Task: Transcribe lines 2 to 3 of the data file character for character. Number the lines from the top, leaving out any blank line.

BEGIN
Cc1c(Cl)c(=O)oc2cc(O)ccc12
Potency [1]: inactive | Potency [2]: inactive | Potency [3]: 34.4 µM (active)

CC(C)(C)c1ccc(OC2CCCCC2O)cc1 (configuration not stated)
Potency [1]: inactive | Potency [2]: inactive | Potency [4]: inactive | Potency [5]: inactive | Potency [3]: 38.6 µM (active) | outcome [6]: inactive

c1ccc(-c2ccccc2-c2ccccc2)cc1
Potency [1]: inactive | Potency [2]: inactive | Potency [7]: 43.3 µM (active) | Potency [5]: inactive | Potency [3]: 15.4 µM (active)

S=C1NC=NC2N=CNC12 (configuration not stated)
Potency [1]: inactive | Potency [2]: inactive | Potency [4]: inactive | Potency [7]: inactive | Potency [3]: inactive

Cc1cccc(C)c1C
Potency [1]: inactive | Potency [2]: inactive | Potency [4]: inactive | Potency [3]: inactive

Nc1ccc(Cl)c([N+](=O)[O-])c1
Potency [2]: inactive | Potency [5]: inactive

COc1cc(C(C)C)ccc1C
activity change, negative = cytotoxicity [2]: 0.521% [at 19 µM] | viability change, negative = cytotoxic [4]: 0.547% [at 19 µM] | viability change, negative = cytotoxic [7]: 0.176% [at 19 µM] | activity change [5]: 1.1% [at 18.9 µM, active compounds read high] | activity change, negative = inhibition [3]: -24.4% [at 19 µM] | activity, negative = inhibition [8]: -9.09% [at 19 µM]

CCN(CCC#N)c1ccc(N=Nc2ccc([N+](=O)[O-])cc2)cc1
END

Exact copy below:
Potency [1]: inactive | Potency [2]: inactive | Potency [3]: 34.4 µM (active)

CC(C)(C)c1ccc(OC2CCCCC2O)cc1 (configuration not stated)